The golden rules of boating safety

1st March 2021

The ocean, lakes and rivers welcome anyone in. That sense of freedom and adventure we feel when out on the water on a warm, sunny day is unique. Boating can be a lot of fun, as long as you know the main principles behind boating safety.

The water can be dangerous. Wind, waves and currents can stop you from returning to safety, or worse: drown you. Collisions and accidents can happen when the stand-on, or give-way craft doesn’t behave correctly. Prevention is the key.

Having an understanding of how to stay safe on a boat and knowing the right of way rules of boating will help you enjoy the experience even more. You will feel confident you can get out of a sticky situation unscathed, without endangering yourself or others.

We have compiled a list with our safe boating top tips to help you prepare. So, how do you stay safe while boating?

1) Know your limits

Whether it’s your first time going out on the water or the 100th, it’s essential you know your limits. Not every sailor or kayaker has the same level of experience, and that’s fine. Everyone has a right to enjoy the sea and we all start from zero. But we need to recognise our limitations.

Make all your boating decisions based on the level of your knowledge, confidence and experience. If you notice that there’s a current, or the wind seems a little strong, remember that you can always change your plan. When in doubt, it’s best to pull out. You can always opt to paddle or play in the water near the beach, in safety.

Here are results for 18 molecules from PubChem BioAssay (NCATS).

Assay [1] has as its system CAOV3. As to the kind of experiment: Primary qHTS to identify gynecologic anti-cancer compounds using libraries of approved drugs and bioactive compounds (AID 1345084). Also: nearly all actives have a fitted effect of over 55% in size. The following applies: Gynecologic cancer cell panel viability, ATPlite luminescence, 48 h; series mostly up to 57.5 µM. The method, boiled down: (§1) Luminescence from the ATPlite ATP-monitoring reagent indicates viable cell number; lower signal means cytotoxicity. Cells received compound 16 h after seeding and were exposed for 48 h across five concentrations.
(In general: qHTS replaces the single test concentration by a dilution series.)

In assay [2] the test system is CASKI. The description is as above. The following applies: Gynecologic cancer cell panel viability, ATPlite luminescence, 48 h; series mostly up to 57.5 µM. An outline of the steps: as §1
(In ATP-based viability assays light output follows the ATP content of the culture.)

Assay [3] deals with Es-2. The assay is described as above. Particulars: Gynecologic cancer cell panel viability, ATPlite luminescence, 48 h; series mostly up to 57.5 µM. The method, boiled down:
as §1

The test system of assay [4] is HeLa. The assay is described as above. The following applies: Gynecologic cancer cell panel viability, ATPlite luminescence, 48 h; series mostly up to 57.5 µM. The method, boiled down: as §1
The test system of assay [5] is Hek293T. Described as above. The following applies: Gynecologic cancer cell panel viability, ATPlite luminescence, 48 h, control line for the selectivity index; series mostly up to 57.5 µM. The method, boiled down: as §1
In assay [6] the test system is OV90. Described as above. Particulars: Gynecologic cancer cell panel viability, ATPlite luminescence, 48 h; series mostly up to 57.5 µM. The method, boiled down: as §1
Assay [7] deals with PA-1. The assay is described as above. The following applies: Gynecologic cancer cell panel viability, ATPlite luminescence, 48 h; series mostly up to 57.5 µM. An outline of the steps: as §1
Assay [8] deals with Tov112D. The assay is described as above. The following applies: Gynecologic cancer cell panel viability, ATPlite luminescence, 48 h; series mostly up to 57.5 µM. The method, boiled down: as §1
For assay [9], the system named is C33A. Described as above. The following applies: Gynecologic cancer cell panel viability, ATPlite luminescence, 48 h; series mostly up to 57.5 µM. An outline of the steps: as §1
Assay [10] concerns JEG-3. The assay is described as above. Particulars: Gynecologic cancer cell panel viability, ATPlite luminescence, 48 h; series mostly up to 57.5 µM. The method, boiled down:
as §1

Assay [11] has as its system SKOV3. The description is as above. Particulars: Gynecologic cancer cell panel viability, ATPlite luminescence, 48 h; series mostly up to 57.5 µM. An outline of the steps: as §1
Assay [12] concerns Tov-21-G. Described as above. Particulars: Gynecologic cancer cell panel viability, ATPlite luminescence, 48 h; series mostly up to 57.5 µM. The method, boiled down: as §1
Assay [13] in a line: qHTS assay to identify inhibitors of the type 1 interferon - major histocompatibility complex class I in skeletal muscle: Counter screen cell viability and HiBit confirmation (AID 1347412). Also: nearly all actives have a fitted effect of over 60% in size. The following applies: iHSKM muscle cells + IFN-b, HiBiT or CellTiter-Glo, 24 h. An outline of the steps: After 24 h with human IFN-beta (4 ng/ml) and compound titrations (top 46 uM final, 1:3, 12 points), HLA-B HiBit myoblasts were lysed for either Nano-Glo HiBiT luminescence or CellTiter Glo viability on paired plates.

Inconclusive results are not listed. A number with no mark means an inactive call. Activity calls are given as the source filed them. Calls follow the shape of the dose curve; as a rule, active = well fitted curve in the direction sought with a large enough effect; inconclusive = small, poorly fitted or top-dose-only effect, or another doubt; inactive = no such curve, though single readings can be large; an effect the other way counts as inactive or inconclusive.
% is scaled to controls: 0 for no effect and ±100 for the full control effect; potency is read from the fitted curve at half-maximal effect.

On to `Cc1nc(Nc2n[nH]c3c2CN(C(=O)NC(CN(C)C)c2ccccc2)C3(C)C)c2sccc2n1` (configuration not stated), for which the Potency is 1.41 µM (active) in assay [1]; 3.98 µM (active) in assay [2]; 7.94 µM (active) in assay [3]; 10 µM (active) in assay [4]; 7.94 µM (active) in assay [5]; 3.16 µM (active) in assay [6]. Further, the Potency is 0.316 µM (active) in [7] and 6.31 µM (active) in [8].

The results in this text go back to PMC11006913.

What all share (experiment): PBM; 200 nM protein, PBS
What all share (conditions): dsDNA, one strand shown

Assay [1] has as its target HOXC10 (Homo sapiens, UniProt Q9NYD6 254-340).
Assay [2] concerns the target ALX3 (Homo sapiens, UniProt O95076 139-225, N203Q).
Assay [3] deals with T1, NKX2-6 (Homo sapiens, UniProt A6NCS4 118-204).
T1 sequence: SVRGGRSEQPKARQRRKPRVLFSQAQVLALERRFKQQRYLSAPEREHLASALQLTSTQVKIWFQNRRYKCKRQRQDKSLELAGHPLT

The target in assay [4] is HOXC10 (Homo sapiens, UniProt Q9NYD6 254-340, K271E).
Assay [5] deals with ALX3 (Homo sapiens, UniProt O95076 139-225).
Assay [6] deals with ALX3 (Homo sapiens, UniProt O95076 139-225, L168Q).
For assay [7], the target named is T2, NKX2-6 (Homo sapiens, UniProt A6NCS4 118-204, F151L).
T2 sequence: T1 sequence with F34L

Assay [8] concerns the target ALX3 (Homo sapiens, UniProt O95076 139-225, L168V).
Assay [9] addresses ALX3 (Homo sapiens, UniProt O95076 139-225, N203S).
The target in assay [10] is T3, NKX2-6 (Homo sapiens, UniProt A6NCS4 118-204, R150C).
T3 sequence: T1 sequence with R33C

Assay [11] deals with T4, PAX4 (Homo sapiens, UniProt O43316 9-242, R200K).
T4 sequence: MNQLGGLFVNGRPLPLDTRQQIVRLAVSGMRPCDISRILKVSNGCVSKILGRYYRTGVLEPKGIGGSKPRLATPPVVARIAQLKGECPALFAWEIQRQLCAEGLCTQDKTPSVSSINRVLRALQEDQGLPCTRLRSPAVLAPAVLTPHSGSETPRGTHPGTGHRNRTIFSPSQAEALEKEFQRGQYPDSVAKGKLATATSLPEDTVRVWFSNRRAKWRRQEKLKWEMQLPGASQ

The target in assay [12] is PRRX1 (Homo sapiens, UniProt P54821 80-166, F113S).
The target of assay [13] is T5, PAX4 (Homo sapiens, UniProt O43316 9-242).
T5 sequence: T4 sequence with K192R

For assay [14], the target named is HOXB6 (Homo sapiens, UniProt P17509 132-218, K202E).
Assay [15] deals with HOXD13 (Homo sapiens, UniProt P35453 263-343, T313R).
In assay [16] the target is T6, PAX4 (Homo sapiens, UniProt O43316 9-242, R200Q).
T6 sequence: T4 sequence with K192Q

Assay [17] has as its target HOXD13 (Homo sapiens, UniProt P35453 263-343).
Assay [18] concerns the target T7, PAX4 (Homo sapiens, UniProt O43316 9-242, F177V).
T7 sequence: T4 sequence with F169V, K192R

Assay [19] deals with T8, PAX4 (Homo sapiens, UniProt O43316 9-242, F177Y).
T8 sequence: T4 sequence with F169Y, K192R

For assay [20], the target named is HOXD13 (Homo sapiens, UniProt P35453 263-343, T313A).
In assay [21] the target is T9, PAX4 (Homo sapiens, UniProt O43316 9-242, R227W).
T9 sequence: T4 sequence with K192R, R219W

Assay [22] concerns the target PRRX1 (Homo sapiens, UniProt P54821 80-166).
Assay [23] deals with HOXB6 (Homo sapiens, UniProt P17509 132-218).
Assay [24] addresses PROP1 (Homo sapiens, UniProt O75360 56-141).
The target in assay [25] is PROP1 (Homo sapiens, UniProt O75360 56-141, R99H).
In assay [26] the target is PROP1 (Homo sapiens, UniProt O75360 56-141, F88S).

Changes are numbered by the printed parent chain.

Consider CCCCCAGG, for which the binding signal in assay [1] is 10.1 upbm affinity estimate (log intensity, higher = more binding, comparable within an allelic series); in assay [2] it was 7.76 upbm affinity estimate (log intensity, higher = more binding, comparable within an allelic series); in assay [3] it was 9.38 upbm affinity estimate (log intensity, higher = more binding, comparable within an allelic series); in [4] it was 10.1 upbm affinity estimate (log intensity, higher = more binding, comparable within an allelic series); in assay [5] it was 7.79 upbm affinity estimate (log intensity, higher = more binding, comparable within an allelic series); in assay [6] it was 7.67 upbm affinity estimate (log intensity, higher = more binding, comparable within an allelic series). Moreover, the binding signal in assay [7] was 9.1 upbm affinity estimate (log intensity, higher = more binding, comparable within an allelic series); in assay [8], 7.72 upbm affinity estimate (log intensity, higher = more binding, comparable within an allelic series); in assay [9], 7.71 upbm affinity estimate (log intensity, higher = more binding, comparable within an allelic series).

2) Bring a buddy as an assistant skipper

Having a friend with you while boating is not just more fun, but also safer. If you feel unwell or get hurt, it’s important that someone on board can take you and the boat to safety. Briefing your buddy on how to start and helm the vessel before going out is essential, as you may be incapacitated and won’t be able to help them. 

It’s tempting to take family and friends out without worrying about emergencies. But these things happen when you least expect them. Having a plan B will make a huge difference.

3) Bring a life jacket, or a non-inflating PFD, approved by your local maritime safety organisation

Depending on the kind of boat you’re taking out, you’ll need to bring a life jacket or non-inflating PFD for all crew members. Make sure all floatation devices fit you and your crew properly before setting off. And don’t forget to test inflating life jackets once a year.

4) Always check the weather beforehand

Being weather-wise is very important for boaters. For the holidaymaker renting a surfboard or sit-on-top kayak for a couple of hours, it can be as simple as asking the lifeguard if it’s safe to go out.  

For boaters who are planning a longer dinghy or kayak session, it’s best to learn how the weather affects the sea. Wind, currents and tides influence the ocean on rainy and sunny days alike. Things can turn unexpectedly and, before you know it, you could be blown out to sea. Check out our guide to interpreting marine weather forecasts. This is an essential skill for all boaters and it’s easier to learn than you may think.

5) Have a boat safety kit on board 

Having the right gear aboard in an emergency is crucial. The kit you need will vary, depending on the type of boat you’re sailing. 

What are the required safety items for a boat? Here are some essential objects all boaters should carry while out at sea:

  1. A first aid kit